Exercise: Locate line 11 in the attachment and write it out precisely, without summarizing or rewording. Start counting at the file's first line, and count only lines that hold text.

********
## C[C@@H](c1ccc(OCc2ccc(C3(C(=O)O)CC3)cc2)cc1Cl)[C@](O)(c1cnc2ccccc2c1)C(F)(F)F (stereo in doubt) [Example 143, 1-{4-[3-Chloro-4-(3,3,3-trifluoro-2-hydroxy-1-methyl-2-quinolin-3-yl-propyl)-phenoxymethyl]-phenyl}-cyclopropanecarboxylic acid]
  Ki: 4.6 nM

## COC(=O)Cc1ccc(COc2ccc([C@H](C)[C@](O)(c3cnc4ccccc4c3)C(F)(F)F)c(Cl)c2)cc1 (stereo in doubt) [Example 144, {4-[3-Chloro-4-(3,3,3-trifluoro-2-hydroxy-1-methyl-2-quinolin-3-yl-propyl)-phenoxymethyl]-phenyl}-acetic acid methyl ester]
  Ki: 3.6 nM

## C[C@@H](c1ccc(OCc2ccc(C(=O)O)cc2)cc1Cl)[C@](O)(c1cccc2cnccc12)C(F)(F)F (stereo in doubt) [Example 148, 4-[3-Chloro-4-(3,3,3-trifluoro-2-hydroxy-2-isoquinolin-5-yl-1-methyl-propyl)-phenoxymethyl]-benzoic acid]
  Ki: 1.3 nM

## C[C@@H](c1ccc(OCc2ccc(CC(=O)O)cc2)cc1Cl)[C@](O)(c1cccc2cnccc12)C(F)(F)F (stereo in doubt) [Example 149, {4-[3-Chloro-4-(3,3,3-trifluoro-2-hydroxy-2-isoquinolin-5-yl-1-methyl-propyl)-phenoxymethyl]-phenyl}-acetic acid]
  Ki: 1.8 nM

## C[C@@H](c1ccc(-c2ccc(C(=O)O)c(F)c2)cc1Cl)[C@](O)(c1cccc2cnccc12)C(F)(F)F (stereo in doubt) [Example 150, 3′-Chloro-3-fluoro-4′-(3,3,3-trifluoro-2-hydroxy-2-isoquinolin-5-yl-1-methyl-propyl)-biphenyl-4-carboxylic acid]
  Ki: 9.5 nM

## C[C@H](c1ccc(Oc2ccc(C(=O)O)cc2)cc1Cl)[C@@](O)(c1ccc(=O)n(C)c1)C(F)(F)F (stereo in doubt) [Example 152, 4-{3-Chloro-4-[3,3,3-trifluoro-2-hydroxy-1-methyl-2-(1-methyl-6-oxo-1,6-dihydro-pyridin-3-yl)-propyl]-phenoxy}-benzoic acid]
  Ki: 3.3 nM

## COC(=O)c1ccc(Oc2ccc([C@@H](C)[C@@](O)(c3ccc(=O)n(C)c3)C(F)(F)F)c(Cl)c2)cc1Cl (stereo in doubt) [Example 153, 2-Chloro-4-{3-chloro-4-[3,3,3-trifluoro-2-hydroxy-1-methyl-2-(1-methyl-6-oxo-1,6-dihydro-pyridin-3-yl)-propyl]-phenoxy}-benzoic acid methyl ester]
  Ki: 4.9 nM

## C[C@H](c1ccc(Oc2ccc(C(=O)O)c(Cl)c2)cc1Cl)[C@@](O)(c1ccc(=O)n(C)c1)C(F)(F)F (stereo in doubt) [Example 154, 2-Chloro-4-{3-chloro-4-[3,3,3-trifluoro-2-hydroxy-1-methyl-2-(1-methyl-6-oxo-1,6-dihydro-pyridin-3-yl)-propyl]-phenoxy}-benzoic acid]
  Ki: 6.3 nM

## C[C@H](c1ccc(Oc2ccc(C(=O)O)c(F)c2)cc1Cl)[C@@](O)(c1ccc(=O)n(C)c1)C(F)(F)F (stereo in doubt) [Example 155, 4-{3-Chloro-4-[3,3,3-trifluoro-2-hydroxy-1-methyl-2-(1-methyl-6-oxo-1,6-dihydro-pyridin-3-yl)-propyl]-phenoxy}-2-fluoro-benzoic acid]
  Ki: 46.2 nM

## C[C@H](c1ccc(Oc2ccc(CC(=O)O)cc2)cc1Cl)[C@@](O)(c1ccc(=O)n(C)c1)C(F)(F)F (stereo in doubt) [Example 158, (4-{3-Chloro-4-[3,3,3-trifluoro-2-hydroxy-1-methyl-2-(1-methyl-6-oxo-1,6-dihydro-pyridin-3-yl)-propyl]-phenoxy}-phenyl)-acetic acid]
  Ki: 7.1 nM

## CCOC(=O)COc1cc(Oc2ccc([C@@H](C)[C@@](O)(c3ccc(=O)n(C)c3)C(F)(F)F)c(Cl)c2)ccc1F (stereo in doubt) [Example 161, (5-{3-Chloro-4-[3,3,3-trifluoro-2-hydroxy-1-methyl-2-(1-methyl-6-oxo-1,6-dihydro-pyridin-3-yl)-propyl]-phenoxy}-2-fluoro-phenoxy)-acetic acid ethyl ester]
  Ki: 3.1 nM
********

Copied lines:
## C[C@H](c1ccc(Oc2ccc(C(=O)O)cc2)cc1Cl)[C@@](O)(c1ccc(=O)n(C)c1)C(F)(F)F (stereo in doubt) [Example 152, 4-{3-Chloro-4-[3,3,3-trifluoro-2-hydroxy-1-methyl-2-(1-methyl-6-oxo-1,6-dihydro-pyridin-3-yl)-propyl]-phenoxy}-benzoic acid]